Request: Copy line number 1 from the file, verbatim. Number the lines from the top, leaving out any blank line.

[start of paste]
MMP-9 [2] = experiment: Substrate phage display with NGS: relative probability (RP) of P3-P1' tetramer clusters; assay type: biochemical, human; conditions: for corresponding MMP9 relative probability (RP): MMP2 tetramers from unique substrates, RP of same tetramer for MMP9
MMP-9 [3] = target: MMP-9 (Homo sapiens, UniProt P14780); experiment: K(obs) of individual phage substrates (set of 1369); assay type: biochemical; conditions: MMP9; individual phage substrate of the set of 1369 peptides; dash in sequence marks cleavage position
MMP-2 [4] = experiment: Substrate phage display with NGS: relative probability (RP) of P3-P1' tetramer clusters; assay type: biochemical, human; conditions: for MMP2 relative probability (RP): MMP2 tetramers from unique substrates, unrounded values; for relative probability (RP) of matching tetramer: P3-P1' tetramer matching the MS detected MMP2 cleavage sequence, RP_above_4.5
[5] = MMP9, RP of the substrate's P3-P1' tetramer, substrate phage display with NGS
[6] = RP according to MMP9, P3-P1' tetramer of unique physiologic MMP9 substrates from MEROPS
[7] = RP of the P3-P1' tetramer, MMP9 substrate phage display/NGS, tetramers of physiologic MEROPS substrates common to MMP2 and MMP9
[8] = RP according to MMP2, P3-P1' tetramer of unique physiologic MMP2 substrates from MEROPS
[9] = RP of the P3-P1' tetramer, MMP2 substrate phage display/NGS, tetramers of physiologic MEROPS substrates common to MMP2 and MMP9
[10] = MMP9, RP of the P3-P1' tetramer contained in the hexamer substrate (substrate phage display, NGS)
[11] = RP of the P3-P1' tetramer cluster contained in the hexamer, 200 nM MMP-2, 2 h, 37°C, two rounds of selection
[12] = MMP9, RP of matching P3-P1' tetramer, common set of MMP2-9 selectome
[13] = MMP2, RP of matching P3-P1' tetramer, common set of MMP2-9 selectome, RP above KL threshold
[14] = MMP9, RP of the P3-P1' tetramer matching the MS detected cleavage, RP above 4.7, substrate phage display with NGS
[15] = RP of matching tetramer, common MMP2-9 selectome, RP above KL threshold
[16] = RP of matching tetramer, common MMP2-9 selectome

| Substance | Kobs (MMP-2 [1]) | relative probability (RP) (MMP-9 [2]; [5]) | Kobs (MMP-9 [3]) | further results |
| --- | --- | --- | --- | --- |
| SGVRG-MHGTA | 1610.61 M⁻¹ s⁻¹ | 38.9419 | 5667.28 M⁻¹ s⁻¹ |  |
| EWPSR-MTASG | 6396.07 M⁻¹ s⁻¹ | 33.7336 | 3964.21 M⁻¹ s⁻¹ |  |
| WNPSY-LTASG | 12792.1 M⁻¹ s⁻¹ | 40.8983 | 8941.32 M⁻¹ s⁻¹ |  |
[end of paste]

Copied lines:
MMP-9 [2] = experiment: Substrate phage display with NGS: relative probability (RP) of P3-P1' tetramer clusters; assay type: biochemical, human; conditions: for corresponding MMP9 relative probability (RP): MMP2 tetramers from unique substrates, RP of same tetramer for MMP9